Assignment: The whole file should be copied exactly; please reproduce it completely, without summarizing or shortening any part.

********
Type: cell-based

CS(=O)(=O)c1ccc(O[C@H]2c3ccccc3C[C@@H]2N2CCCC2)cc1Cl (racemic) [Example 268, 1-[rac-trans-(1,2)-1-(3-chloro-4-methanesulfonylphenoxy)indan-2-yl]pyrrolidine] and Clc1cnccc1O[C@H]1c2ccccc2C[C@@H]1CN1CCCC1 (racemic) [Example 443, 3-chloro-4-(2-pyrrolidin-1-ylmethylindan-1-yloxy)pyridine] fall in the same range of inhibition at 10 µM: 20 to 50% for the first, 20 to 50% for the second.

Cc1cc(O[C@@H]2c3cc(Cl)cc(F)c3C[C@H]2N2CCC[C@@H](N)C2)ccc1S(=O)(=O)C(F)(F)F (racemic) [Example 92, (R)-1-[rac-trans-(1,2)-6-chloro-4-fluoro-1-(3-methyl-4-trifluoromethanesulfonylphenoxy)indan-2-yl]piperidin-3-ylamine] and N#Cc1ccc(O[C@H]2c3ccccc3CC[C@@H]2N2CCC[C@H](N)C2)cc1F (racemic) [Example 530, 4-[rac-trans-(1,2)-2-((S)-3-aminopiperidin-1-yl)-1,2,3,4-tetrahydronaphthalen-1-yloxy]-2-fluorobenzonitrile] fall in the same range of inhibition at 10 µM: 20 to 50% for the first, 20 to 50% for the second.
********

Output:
Type: cell-based

CS(=O)(=O)c1ccc(O[C@H]2c3ccccc3C[C@@H]2N2CCCC2)cc1Cl (racemic) [Example 268, 1-[rac-trans-(1,2)-1-(3-chloro-4-methanesulfonylphenoxy)indan-2-yl]pyrrolidine] and Clc1cnccc1O[C@H]1c2ccccc2C[C@@H]1CN1CCCC1 (racemic) [Example 443, 3-chloro-4-(2-pyrrolidin-1-ylmethylindan-1-yloxy)pyridine] fall in the same range of inhibition at 10 µM: 20 to 50% for the first, 20 to 50% for the second.

Cc1cc(O[C@@H]2c3cc(Cl)cc(F)c3C[C@H]2N2CCC[C@@H](N)C2)ccc1S(=O)(=O)C(F)(F)F (racemic) [Example 92, (R)-1-[rac-trans-(1,2)-6-chloro-4-fluoro-1-(3-methyl-4-trifluoromethanesulfonylphenoxy)indan-2-yl]piperidin-3-ylamine] and N#Cc1ccc(O[C@H]2c3ccccc3CC[C@@H]2N2CCC[C@H](N)C2)cc1F (racemic) [Example 530, 4-[rac-trans-(1,2)-2-((S)-3-aminopiperidin-1-yl)-1,2,3,4-tetrahydronaphthalen-1-yloxy]-2-fluorobenzonitrile] fall in the same range of inhibition at 10 µM: 20 to 50% for the first, 20 to 50% for the second.